This episode is part of a 12 days of Christmas read-along of the Selling Like We're Human book, recorded in 2021.
The book follows a similar concept to what you're already used to here on the Humane Marketing show with the 7Ps of Humane Marketing and the Marketing Like We're Human book: we start with the being and then go into the doing.
The 3 parts of the Selling Like We're Human book are : Being, Knowing and Doing (compared to Rumble, Rise and Resonate of the Marketing Like We're Human book)
Today I'm reading a small section of Part 2 on KNOWING, Chapter 7 called 'Manage Your Sales Energy'
Excerpt from Selling Like We're Human, Part 2: KNOWING, Chapter 7: Manage Your Sales Energy
I’m in the middle of cooking dinner, a veggie stir-fry, when my phone rings. I don’t know about you, but my friends never call around that time. Sure, we often chat over WhatsApp to check in on each other, but we never call. So I immediately cringe because I intuitively know it’s a telemarketing call. I pick up, and sure enough, after a quick “hello,” he fires his first question at me: “Madam, do you prefer red or white wine?” I politely thank him and say that I’m not interested in taking part in his survey, wish him a nice evening, and hang up. I don’t get upset at him. He’s just doing his job. But I am amazed that these calls still happen in 2021!! I’m not sure if in this particular case he actually wanted to sell me red or white wine; it might have indeed just been a survey. But the point is that telemarketing is still alive. There are still companies who invest money in it because they work with the old sales model based on quantity: the more sales calls you make, the more you sell. And from what I’ve read, there’s no end in sight for these annoying interruptions. In fact, they might get even more disturbing as telemarketers get access to more data and will rely on AI to make the calls more customized to their “targets.” Imagine the following scenario: “Good evening, Ms. Santacroce. I trust you’re well. Does your husband enjoy his new Weber barbeque? Making some ribs tonight? And you’re in charge of salads, am I right? Well, I’m reaching out because we have a sale right now on our latest model of the Magicmix. Because after all, you can’t eat grilled meat every night, right?” I’m of course exaggerating and using gender assumptions! So yes, unfortunately, telemarketing shows no signs of exiting the scene anytime soon. But luckily we don’t have to rely on call centers to sell our services. Furthermore, I suggest that we forget the whole “more is better” approach. It’s just not true that you always sell more if you make more sales calls. Here are two examples of what I’m thinking: When I asked Emma-Louise, business and mindset coach, to share about her 100 percent close rate on my podcast, she replied: “For full disclosure, I no longer have my 100 percent close rate. I actually had three people say no in a week recently! However this was partly due to my coach encouraging me to get on calls even if they weren’t ideal clients (so I knew it was unlikely two of them would invest based on their stage in business).” I’d say that confirms that talking to the right clients, at the right time is what matters. If you’re going after a 100% close rate (and I’m not suggesting you should), then just increasing the number of people you’re talking to is not necessarily going to get you there. Lynn Dutrow, an advisor, mentor and coach, shared the following experience with me: “As a counselor, selling can feel slimy, especially if you haven’t done your work around your money story. It is also easy as a ‘helper’ to function from two false assumptions: 1) you want to help ‘everyone’ and 2) a butt in the seat (and getting paid) is better than an empty seat. One client who helped me with this was a particularly complex client that my intuition had told me was not a good fit for my skill set. As we neared the end of our complimentary session, she wanted to keep talking past our end time. While this was earlier in my career, I had already managed to learn how to have boundaries around keeping time in session so I changed my hat from clinician to business owner in order to schedule another session (I still thought being ‘nice’ was more important than being honest about us not being a good fit). The client took offense to my businesslike manner and accused me of being more concerned with making money than helping her. While uncomfortable, I had a ‘light bulb’ moment and took the opportunity to share with her that helping people is my job and that with any job, there is a necessary structure (session time) and an exchange of money for services rendered. I also admitted that I thought we were not a good fit and gave her the names of three other potential counselors. That’s when I made note that it was time to let those two assumptions go!” Saying no when you’re not a good fit takes courage but it will be so worth it in the long term. Again, it’s not about the quantity but about the quality. On the other hand, Cathy, a participant of the Gentle Sales Lab wrote: “I’ve realized through our discussions that I’m not so bad on the sales side, as my sign-up rate is very good when I do actually speak to someone. The problem is I don’t speak to that many people!” So what these two reactions tell us is that:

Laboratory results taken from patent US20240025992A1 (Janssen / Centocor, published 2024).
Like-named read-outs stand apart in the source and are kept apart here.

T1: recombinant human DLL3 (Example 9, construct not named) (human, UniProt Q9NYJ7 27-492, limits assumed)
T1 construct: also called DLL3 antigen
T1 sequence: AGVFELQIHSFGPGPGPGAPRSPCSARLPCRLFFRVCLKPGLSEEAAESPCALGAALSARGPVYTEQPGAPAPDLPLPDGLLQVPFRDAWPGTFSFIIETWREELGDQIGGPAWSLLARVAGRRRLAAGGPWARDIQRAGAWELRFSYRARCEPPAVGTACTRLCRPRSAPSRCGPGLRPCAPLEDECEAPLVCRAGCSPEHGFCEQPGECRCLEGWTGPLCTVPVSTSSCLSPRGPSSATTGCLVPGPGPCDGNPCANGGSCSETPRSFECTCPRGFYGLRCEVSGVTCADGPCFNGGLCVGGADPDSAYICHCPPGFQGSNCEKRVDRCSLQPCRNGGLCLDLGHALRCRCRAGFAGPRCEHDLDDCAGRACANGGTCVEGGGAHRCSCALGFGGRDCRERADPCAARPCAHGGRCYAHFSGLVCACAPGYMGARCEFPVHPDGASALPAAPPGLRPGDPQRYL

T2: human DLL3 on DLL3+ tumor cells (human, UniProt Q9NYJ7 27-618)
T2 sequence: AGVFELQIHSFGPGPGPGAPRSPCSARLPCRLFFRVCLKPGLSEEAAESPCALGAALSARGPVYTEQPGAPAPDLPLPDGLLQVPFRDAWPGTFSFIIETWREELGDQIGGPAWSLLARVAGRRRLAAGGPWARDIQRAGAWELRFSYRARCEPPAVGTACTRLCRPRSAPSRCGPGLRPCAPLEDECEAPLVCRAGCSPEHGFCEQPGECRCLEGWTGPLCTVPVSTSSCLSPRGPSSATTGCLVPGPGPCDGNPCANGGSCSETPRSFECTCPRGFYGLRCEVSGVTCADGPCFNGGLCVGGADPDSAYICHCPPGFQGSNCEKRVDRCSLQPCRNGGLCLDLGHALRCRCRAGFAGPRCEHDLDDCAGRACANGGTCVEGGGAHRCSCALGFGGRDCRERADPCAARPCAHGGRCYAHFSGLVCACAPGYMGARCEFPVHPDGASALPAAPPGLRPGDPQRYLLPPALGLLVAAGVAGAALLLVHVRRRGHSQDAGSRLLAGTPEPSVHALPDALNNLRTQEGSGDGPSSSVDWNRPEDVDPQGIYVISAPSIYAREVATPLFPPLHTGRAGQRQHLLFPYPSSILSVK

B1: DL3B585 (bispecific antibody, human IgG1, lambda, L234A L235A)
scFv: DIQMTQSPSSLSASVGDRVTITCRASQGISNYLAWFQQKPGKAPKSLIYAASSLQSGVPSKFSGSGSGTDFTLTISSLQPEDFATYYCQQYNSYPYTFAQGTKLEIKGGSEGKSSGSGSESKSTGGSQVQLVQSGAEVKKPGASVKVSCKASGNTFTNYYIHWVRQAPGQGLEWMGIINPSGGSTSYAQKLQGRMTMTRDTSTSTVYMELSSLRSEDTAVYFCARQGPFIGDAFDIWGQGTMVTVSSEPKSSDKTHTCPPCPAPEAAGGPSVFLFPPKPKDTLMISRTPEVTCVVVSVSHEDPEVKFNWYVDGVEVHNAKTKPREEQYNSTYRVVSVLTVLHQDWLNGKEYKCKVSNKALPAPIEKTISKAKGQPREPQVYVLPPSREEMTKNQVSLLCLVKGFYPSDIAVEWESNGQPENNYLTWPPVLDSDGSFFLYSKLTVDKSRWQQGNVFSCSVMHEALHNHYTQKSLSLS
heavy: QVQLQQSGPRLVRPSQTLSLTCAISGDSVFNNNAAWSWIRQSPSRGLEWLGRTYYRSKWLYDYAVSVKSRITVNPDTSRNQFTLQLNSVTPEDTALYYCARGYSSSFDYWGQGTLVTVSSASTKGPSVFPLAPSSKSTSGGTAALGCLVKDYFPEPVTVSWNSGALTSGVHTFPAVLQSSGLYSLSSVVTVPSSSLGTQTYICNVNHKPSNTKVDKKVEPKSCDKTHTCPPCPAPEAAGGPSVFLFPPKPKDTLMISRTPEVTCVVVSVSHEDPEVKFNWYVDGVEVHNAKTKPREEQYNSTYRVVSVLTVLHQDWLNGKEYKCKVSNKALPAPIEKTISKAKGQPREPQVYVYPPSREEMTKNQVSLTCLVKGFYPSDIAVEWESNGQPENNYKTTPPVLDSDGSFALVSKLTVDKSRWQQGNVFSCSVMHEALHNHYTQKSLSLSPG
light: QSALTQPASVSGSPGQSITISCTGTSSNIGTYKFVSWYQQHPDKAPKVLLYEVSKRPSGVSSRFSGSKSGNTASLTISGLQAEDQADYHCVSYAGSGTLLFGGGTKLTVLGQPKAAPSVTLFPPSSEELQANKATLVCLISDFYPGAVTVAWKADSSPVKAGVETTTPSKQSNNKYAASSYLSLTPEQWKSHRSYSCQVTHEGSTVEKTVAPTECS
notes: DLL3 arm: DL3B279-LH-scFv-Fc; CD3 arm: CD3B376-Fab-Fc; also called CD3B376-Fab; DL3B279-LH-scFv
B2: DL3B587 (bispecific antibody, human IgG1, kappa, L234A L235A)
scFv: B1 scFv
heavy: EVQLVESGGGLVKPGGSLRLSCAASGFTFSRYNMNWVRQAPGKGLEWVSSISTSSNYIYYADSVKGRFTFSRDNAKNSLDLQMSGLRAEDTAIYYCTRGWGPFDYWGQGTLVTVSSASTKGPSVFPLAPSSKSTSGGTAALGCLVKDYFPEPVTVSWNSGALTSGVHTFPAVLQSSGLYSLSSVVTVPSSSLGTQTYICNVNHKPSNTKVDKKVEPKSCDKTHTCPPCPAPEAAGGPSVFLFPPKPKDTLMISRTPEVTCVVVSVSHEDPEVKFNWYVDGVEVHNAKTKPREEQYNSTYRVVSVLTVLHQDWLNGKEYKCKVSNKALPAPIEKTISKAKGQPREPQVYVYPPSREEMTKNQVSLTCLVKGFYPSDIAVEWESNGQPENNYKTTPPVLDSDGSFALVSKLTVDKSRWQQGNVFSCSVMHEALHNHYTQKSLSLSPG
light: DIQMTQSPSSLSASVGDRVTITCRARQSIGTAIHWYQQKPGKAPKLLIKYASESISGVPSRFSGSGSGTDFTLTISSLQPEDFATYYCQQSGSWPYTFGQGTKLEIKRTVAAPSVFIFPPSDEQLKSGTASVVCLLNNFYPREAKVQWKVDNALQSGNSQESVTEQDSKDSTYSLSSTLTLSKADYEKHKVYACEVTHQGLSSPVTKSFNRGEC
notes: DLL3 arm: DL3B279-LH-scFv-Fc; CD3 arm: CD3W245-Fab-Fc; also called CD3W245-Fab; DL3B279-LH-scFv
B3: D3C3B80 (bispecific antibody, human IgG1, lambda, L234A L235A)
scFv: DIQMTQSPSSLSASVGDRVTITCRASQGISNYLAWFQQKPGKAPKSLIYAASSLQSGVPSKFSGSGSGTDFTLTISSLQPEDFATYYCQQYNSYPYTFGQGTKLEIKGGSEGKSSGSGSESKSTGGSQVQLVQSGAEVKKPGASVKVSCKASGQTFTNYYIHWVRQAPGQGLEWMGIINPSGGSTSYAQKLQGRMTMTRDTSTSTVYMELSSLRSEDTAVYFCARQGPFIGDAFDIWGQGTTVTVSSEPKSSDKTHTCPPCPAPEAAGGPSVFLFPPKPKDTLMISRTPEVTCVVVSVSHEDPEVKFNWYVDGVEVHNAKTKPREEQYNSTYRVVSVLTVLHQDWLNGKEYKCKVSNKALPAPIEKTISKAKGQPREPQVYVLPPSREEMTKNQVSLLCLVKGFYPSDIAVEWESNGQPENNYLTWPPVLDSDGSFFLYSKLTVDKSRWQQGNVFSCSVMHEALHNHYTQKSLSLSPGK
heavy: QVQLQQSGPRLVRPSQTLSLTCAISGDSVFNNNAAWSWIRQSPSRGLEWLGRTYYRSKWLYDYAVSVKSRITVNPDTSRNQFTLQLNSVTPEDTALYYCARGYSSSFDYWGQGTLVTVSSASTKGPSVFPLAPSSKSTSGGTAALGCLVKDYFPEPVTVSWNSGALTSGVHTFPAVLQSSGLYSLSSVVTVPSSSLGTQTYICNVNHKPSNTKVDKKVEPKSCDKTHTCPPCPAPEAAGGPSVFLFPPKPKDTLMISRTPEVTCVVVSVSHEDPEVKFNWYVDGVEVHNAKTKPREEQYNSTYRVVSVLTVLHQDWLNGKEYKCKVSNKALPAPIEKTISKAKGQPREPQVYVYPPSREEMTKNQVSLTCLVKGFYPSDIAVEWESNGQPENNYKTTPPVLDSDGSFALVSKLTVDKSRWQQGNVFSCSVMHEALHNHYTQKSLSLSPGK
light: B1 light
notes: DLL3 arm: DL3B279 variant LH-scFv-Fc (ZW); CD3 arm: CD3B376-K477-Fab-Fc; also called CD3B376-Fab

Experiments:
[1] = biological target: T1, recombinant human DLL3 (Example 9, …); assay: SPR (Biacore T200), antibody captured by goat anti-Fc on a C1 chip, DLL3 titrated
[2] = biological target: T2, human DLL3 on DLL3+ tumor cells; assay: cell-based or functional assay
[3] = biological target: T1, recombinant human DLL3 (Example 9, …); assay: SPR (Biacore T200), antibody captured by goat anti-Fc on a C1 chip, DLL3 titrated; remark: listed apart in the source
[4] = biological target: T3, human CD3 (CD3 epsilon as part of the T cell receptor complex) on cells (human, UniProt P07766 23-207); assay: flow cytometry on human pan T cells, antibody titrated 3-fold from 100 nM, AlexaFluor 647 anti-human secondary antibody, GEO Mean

This excerpt is from Part 2: KNOWING, Chapter 7: Manage Your Sales Energy
If what you heard today resonates with you and made you curious about the book, I invite you to get your copy of the new Selling Like You're Human book at humane.marketing/book2. You can also download the whole 1st chapter for free to see if it resonates.
And I'm also planting a seed about my 'Marketing Like We're Human' program that I'll run in its live edition starting at the end of January 2022. This is where we take all these concepts from the two books as well as the 7Ps of Humane Marketing to a much much deeper level in an intimate group learning experience. Find out more at www.humane.marketing/program
Get your copy of the 'Selling Like We're Human' book !
Get the new Selling Like We’re Human book HERE!
Marketing Like We're Human - Sarah's first book
Selling Like We're Human - Sarah's second book
Email Sarah at firstname.lastname@example.org
Thanks for listening!